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Superstorm on an alien world

Astronomers have issued the first-ever storm warning for a planet beyond our solar system, with carbon monoxide winds in excess of 3,000 mph.

The weather report is part of a study published in this week's issue of the journal Nature that also includes the first-ever measurement of the same planet's orbital speed, which provides a new way to calculate its mass. The alien gas giant is about two-thirds as massive as Jupiter, and closer to its star than Mercury is to our similarly sized sun.

The planet HD 209458b, also known as Osiris, is already famous because it was the first world beyond our solar system known to have an atmosphere. The fresh findings add to the planet's renown - even though you wouldn't want to live there.

"HD 209458b is definitely not a place for the faint-hearted," the research team leader, Ignas Snellen of Leiden Observatory in the Netherlands, said in a news release from the European Southern Observatory. "By studying the poisonous carbon monoxide gas with great accuracy, we found evidence for a super wind, blowing at a speed of 5,000 to 10,000 kilometers per hour (3,000 to 6,000 mph)."

In a follow-up phone call, Snellen told me that's much faster than the strongest winds recorded in our own solar system - the 1,200 mph winds near Neptune's Great Dark Spot.

On HD 209458b, the super winds are generated by the temperature difference between the planet's day side and its night side. Because the planet circles its star at a distance only one-twentieth of the distance between Earth and the sun, the temperature of the upper atmosphere on HD 209458b's sun-facing side is thought to be as high as 18,000 degrees Fahrenheit (10,000 degrees Celsius) while the dark side is much cooler.

The upper layers of the atmosphere were observed rushing from the hot side to the cold side. Computer models suggest that the super-strong winds drive a complex weather pattern on HD 290458b, Snellen said.

"The winds that are lower in the atmosphere are doing something different," he told me. The models indicate that there should be a circular jetstream, moving from east to west, but Snellen said he and his colleagues could not detect such a pattern directly. Other researchers have reported that the star is blasting the planet so intensely that tons of atmospheric gases are being stripped away every second - and someday the planet may end up having no atmosphere at all.

The magic of spectroscopy
The star HD 209458 is 150 light-years from Earth in the constellation Pegasus, and the giant planet (let's call it "Osiris" from now on) is visible only as a variation in the blip of light from the star. So how were the astronomers able to find out so much about Osiris' winds?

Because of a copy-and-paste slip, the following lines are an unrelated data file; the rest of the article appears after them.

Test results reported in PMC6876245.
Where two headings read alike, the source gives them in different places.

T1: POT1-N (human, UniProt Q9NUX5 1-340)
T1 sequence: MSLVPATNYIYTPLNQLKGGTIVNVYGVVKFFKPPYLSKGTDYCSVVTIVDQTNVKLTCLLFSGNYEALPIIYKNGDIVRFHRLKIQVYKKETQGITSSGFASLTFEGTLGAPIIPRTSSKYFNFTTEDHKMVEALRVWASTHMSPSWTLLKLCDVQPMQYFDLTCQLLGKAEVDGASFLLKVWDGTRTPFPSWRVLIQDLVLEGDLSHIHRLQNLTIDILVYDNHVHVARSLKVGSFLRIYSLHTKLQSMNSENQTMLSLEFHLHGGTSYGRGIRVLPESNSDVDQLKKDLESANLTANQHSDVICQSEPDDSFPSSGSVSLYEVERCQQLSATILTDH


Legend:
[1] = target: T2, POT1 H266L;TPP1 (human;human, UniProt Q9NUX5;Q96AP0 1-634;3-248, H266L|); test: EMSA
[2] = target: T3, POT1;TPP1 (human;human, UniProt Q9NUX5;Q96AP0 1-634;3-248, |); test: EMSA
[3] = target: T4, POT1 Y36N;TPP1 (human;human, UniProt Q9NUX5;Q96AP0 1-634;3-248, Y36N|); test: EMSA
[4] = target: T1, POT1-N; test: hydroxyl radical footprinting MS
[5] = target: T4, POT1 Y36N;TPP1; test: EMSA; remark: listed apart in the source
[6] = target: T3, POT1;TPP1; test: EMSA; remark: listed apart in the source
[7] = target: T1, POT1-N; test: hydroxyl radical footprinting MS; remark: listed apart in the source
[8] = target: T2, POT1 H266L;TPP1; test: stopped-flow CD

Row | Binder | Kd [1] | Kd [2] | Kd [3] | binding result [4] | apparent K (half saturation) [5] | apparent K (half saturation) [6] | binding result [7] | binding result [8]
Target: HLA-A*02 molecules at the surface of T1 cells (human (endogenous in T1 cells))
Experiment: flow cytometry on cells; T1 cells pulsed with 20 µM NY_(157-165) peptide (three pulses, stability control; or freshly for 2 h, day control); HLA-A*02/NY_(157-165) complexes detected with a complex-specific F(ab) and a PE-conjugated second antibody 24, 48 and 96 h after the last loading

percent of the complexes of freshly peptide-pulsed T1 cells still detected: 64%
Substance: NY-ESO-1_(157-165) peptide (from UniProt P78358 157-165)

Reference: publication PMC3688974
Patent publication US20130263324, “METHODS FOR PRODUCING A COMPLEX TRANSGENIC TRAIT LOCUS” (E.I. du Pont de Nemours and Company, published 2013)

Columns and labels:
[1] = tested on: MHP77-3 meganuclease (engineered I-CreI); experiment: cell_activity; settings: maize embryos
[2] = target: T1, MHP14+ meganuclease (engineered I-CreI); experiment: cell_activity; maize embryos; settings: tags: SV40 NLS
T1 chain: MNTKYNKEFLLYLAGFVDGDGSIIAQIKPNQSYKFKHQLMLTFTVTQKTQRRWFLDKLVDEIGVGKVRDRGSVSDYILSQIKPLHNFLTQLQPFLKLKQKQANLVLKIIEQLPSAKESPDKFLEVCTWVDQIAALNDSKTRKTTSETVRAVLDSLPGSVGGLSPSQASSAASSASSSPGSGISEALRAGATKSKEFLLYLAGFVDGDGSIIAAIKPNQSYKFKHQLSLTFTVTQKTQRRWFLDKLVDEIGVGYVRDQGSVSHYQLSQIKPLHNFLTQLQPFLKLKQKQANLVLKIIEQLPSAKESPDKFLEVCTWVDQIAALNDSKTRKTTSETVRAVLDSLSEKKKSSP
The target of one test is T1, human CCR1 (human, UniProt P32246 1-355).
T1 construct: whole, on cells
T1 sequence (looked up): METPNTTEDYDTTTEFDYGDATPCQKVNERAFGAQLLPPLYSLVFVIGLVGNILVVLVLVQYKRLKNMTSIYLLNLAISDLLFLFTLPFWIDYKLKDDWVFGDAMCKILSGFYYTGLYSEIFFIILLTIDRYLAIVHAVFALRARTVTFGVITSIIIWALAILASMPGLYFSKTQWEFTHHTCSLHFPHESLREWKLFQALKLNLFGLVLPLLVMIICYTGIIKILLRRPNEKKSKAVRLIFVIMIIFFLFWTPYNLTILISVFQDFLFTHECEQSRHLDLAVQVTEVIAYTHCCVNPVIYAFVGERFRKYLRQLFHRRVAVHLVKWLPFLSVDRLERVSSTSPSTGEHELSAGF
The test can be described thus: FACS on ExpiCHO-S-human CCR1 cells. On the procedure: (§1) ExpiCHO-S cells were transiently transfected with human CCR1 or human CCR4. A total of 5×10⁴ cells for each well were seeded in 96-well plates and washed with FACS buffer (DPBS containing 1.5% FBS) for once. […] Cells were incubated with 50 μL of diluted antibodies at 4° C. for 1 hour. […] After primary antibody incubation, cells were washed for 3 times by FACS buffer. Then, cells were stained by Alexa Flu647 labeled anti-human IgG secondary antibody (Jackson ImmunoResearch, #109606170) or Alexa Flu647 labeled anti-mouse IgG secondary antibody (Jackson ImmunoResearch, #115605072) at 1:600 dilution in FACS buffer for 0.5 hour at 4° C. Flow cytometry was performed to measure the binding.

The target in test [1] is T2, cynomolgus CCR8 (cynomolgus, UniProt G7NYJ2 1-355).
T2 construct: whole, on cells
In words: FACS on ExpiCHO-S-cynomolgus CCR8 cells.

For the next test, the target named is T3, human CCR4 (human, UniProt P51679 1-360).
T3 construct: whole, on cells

The secret lies in spectroscopy. Astronomers can break down the wavelengths of light from a distant star to determine the chemical composition of the material that is giving off that light, using an instrument known as a spectrograph. Snellen and his team used the CRIRES spectrograph on the ESO's Very Large Telescope in Chile to observe the starlight for five hours, during a time when Osiris was passing in front.

Previous spectral observations have suggested that Osiris' atmosphere contains carbon monoxide and carbon dioxide, as well as methane and even water vapor. Snellen and his colleagues could pick up the chemical fingerprint of the carbon monoxide - but they found that the wavelengths making up that fingerprint were shifted slightly toward the blue end of the light spectrum. Such a shift is caused by the Doppler effect, suggesting that the carbon monoxide molecules were rushing toward them. By measuring the amount of "blueshift," the astronomers could calculate just how fast those molecules were moving. And that's where the 3,000-to-6,000 mph figure came from.

Studying Osiris' mass and atmosphere
A detailed breakdown of the spectral observations also produced an estimate of Osiris' orbital speed. By plugging that figure into Newton's law of gravity, the astronomers found that Osiris is about 64 percent as massive as Jupiter - which agreed with earlier estimates that used other methods. They also found that Osiris' parent star was roughly equal to the mass of our own sun.

"In general, the mass of an exoplanet is determined by measuring the wobble of the star and assuming a mass for the star, according to theory," Ernst de Mooij, a co-author of the study, explained in the ESO's news release. "Here, we have been able to measure the motion of the planet as well, and thus determine both the mass of the star and of the planet."

The astronomers also measured how much carbon was in Osiris' atmosphere. "It seems that HD 209458b is actually as carbon-rich as Jupiter and Saturn," Snellen reported. "This could indicate that it was formed in the same way. In the future, astronomers may be able to use this type of observation to study the atmospheres of Earthlike planets, to determine whether life also exists elsewhere in the universe."

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